The conclusion to our Developing Microsoft Azure Solutions–70-532 Certification Exam Learning Path.
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Hello and welcome to the conclusion of the Developing Microsoft Azure Solutions 70-532 Exam learning path by Cloud Academy. In this lecture, we'll wrap up the learning path with some tips from the exam itself as well as links to further resources and any other tips.
Let's start by talking a little about the 70-532 exam itself. What can you expect? Note that our advice here is given based on the exams at the current time and may be subject to change. But firstly, be prepared for a long exam. You're given a maximum of two hours to go for the 65 questions, and you'll need it. The questions themselves are roughly evenly split into two sections. Firstly, you'll see stand alone questions on the specific area. The second type, are case studies, which are more involved. This will involve a scenario of an instruction, some technical details, and finally, a series of interviews of a team of stakeholders such as, project managers, team lead, and head of marketing. You'll then be given a series of questions and a scenario. And note, once you've answered all of the questions for the case study, you will not be able to go back and review your answers.
Questions themselves will take on a variety of formats. First, are the multiple choice questions. These themselves vary from selecting a single correct answer to selecting multiple correct answers. For example, three from six or simply select all that apply. Secondly, are the drag and drop questions. These include grouping tiles into specific categories to picking steps in the correct order to achieve a task. For example, achieving a slot swap for a web application. And lastly, you can expect to be exposed to code fragments in this exam. Simplest case is of picking the correct code fragment to achieve a specific task. But it can be more involved. For example, you may be asked to order a number of code fragments in the correct order to solve a problem.
Here's a set of tips to remember for the different areas of the exam. As mentioned, expect code examples in the exam. Focus on C sharp. A good overview of the main high level classes and patterns is essential. Familiarity with the powershell cmdlets is required. This is particularly important in the VM space to ensure that you don't neglect other areas. For example, setting up a load balancer endpoint. Know your networking. This covers areas such as virtual IPs versus public IPs. As well as static versus dynamic IP four gateways. Virtual networking configuration is another popular area. And when it comes to storage, make sure you're aware of the different types of storage assets such as page and block blobs. And when each should be used. Common SQL questions often include knowledge of the limits of each SQL tip. For example, the maximum database size for an S1 database as are questions on geo-application. Make sure you know the different types of diagnostics available for each service. And don't neglect the ETW log in. Security of storage assets make popular questions. So make sure you understand saas tokens, blob security, in general, as well as calls. Do expect questions on how to scale the difference services, as well as auto scaling, if offered.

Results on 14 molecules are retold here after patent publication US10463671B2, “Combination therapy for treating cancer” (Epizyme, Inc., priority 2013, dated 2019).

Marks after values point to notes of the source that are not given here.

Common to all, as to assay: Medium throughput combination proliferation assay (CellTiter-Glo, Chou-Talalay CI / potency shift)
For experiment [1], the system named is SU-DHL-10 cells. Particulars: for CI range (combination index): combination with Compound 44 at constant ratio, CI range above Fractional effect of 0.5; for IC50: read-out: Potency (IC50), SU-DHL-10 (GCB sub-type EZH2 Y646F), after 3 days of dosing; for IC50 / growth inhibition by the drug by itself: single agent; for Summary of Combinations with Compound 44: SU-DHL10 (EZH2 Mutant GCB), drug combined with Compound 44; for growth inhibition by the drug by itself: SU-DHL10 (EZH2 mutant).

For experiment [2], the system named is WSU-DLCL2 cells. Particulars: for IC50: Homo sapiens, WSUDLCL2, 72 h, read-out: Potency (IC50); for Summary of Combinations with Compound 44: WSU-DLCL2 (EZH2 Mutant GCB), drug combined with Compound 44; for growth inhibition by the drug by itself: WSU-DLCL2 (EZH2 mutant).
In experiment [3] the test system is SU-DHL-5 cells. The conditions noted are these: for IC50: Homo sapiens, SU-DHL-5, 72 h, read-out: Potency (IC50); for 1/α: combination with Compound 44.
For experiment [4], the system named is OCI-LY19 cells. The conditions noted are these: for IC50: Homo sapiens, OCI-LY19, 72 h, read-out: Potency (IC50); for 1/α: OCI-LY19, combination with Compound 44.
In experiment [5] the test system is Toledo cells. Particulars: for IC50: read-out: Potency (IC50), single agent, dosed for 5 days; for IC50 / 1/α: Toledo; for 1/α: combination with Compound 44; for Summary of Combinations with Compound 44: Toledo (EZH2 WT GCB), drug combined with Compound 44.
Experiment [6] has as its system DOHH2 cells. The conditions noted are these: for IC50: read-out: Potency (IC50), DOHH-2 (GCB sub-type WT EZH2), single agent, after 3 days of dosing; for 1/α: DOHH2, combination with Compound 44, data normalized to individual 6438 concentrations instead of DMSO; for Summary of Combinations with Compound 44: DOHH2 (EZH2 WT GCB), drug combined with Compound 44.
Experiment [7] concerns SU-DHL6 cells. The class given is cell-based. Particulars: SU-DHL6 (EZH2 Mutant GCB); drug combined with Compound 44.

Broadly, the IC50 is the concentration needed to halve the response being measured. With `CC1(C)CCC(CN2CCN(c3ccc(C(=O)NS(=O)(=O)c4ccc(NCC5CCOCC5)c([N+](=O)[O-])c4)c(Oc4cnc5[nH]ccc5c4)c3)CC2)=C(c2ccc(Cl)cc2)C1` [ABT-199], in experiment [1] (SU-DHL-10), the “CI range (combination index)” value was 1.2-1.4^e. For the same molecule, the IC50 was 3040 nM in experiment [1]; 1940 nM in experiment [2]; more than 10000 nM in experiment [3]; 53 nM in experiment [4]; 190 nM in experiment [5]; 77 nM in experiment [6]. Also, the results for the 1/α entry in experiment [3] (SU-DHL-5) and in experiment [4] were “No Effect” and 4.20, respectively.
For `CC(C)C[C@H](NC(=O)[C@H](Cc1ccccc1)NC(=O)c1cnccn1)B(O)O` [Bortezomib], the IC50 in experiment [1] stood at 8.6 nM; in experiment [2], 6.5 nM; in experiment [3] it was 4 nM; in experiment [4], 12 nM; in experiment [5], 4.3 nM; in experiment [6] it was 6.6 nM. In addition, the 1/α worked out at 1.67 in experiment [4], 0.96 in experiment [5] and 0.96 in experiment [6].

There are generally two good web based resources for learning more about Azure. Firstly, the Azure homepage is a wealth of documentation, videos, and step-by-step labs for you to experiment with new services. So it's well worth taking a look. It doesn't contain guided tutorials toward the exam. So make sure you use it in conjunction with the course content. Secondly, the MSDM forums are a great way to raise questions with other Azure users. As well as get support and advice from the Microsoft development teams themselves. These are forums on the site for most of the user services, so it's well worth checking that out.
Lastly, we hope that you found this learning path both interesting and useful. And we'd like to wish you the best of luck when taking the exam.
About the Author
Isaac has been using Microsoft Azure for several years now, working across the various aspects of the service for a variety of customers and systems. He’s a Microsoft MVP and a Microsoft Azure Insider, as well as a proponent of functional programming, in particular F#. As a software developer by trade, he’s a big fan of platform services that allow developers to focus on delivering business value.